Read an Excerpt From Savage Crowns

The final war for the nation of Crache has begun.

We’re thrilled to share an excerpt from Savage Crowns, the final installment in Matt Wallace’s Savage Rebellion fantasy trilogy about a utopian city with a dark secret—and the underdogs who will expose it or die trying—publishing with Gallery on June 13.

The final war for the nation of Crache has begun.

At the helm of the people’s rebellion is Evie, the Sparrow General. She has been captured by the Skrian, Crache’s vicious army, and is being brought back to the Capitol for punishment. But reinforcements are coming for her.

Dyeawan, who has climbed from street urchin to Crache’s highest seat of power through clever schemes and ruthless bloodshed, finds trouble on every front once she arrives. The rebellion approaches, and there are whispers of a martyr within the city who holds enough sway to stage a coup. If she doesn’t act quickly, her rule will be short-lived.

As the women who hold the nation’s future meet each other from different sides of the battlefield, will they be able to find a shared vision of Crache, or will they destroy each other first?





A birdcage. They have actually built a giant fucking birdcage and locked Evie inside of it.

A long time after waking, curled up at the bottom of the thing, she is still at a loss. Not by her capture or witnessing what may have been the fall of her rebellion, but by her prison. It’s entirely out of character for the Skrain. It’s out of character for any artifice of the Crachian machine, really. Crache isn’t much for flair or imagination. The symbol that adorns every Skrain banner, the sparse, simple shape of an ant, is well chosen. Crache is a nation of utility above all else. The long caravan currently slouching at a glacial rattle over the countryside has more than a few wagons fitted with cages; Evie can see them from her perch, the ants headed back to their colony. Constructing this ornate monstrosity especially for her (at least she surmises that as its purpose) instead of simply chucking her into a regular prison wagon like refuse is decidedly un-ant-like.

Yet here Evie sits, between tall wrought-iron bars wrapped around her to form a perfectly slim cylinder. There are a few flourishes of concentric circles and sculpted ants adorning the spaces between those bars, as well as the square pad on the cage door, from which hangs the largest key lock Evie has ever seen. The Skrain have lined the hard bottom of the cage with stale-smelling hay. She isn’t certain whether it’s for effect or for when she will inevitably have to piss inside this contraption.

Evie can only guess the whole “Sparrow General” persona must really be shaking up the status quo back in the Capitol, so much so they feel they have to lean into it to defeat the newly spun legend.

Not that she thinks of herself as a “legend,” of course.

Even if she did, her current status as a source of amusement for the Skrain foot soldiers constantly trudging past her is humbling, to say the least. They revel in treating her like a shaved monkey in a menagerie. She can only imagine what a welcome distraction it is from lugging their full armor kits along with spear and shield on foot through the wretched heat of the day.

If they’re not bending over and flipping up their tunic flaps to give her a view of a full moon, they are flashing their poorly groomed genitals at her. The accompanying verbal abuse is just as crude, if less imaginative.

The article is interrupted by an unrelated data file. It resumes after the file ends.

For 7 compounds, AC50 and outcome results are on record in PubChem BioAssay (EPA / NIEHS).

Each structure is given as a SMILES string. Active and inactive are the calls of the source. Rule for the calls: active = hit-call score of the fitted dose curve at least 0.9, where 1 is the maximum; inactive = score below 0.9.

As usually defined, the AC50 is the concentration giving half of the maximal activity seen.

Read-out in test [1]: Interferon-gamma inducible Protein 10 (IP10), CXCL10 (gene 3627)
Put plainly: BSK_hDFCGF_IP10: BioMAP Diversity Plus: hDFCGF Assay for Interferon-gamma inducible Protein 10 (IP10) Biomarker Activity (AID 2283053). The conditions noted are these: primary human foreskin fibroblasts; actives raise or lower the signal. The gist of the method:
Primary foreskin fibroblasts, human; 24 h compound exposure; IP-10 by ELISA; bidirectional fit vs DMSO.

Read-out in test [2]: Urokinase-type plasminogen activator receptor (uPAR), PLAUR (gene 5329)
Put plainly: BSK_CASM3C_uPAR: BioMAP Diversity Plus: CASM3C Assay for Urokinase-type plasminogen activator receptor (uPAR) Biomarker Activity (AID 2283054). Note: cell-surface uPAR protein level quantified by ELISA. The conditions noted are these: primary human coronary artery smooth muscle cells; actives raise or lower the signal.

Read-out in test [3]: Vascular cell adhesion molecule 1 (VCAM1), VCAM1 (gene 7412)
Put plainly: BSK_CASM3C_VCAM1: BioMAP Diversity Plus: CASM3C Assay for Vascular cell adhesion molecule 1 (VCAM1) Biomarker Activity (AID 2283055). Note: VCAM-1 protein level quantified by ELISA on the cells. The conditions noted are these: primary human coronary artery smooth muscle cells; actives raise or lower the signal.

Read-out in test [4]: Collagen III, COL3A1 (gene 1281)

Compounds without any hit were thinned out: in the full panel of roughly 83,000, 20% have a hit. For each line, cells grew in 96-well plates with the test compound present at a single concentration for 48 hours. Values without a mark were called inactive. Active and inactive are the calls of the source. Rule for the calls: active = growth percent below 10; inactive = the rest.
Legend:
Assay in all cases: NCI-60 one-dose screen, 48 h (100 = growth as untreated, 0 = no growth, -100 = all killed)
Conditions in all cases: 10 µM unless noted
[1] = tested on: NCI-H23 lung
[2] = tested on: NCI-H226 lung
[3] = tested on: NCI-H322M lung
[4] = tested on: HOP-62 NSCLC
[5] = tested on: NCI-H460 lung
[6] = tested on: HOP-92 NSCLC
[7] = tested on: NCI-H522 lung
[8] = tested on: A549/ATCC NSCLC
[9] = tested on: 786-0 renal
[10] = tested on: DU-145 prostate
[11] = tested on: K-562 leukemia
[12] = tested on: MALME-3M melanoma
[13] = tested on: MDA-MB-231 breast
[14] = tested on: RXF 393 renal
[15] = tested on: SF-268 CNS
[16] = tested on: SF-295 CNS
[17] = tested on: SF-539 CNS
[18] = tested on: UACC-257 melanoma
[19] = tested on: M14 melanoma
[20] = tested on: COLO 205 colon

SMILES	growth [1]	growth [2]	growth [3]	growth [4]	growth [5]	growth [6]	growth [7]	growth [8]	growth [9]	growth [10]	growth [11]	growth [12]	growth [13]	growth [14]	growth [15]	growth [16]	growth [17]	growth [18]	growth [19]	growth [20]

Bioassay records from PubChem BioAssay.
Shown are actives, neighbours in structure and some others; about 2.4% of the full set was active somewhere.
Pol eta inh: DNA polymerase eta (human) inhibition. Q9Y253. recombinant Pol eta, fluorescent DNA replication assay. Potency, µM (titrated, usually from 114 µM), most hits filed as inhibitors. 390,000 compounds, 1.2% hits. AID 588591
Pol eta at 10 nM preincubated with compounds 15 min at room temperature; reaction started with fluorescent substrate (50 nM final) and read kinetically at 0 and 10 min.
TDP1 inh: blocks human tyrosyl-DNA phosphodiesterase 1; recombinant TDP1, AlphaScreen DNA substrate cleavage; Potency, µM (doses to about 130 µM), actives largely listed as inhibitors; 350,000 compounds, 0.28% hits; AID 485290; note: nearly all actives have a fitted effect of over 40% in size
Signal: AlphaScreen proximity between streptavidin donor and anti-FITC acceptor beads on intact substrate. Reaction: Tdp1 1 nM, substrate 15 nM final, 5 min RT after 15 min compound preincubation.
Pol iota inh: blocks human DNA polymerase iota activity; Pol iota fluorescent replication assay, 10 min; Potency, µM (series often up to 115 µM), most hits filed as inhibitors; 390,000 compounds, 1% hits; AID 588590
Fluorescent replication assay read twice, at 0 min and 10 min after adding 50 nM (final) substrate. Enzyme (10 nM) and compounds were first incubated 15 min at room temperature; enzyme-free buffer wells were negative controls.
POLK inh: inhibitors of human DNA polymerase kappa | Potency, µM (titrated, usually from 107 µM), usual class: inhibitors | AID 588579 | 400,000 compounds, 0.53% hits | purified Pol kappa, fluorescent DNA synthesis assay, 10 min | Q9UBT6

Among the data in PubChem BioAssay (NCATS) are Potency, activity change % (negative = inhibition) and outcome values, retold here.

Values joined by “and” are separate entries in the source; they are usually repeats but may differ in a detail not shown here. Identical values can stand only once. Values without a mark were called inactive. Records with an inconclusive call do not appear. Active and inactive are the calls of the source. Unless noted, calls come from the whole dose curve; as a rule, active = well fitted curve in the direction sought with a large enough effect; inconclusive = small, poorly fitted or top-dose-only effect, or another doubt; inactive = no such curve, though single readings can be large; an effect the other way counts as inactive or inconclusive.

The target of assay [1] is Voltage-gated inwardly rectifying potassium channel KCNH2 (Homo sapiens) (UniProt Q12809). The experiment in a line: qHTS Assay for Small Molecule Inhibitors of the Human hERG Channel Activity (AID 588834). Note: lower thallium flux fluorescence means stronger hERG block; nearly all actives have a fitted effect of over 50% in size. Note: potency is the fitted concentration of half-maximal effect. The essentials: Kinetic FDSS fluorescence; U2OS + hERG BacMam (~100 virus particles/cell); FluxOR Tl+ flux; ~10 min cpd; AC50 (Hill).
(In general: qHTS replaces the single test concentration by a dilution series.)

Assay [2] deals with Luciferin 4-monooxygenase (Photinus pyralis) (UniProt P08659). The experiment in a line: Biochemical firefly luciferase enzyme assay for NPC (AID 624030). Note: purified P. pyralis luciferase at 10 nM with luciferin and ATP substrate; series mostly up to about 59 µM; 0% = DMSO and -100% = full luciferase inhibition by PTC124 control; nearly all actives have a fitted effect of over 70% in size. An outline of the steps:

“That’s a proper sparrow, that is!” one of the soldiers chuckles. “Bloody proper!”

What accent even is that? Evie wonders, digging a fist against her churning guts.

Their attempted humiliation of her isn’t as wrenching as Evie is certain they’d hoped. The motion is the worst part. The whole cage is constantly swinging from a hook arched behind the largest horse-drawn wagon in the Skrain caravan. It hasn’t stopped swaying and jostling her for hours. She’s felt like she’s been throwing up for at least half that time, but Evie is always intent on waiting until one or more of the soldiers rides or walks close enough to the cage for her to vomit through the bars onto them.

The only feeling strong enough to divert Evie ’s attention from her stomach is the searing pain in her left leg. The back of her calf muscle feels as though angry hornets are nesting there. She can’t contort herself to see how long or how deep the gash from the battle is, but it definitely feels deep and long enough. They haven’t yet given her any water to drink, let alone an excess to clean her wounds. Neither has a surgeon, or even a drunken Skrain field medic, so much as tended to a single scrape. They seem to have simply checked her armor for weapons and then tossed her into her current confines.

Perhaps, if she’s really lucky, the infection in her leg will kill her before they reach the Capitol. She knows that’s where they’re taking her. Her constant audience has made that clear enough. The whole Skrain army is very excited about the prospect of Evie being paraded inside her cage up and down the narrow streets of Crache’s greatest city, on display for the whole of the citizenry to see.

Evie doesn’t really want to die, of course. But the idea of that spectacle seems a pale alternative at the moment.

Mostly she just wishes she’d seen that lance coming, the one that slashed her calf and pierced her horse on the battlefield. If she’d avoided that single sharp edge, her horse wouldn’t have gone down, and even if the outcome of the battle had remained unchanged, her own fate might have been different, perhaps even cage-free. At the very least, she’d be more comfortable right now.


Excerpted from Savage Crowns, copyright © 2023 by Matt Wallace.


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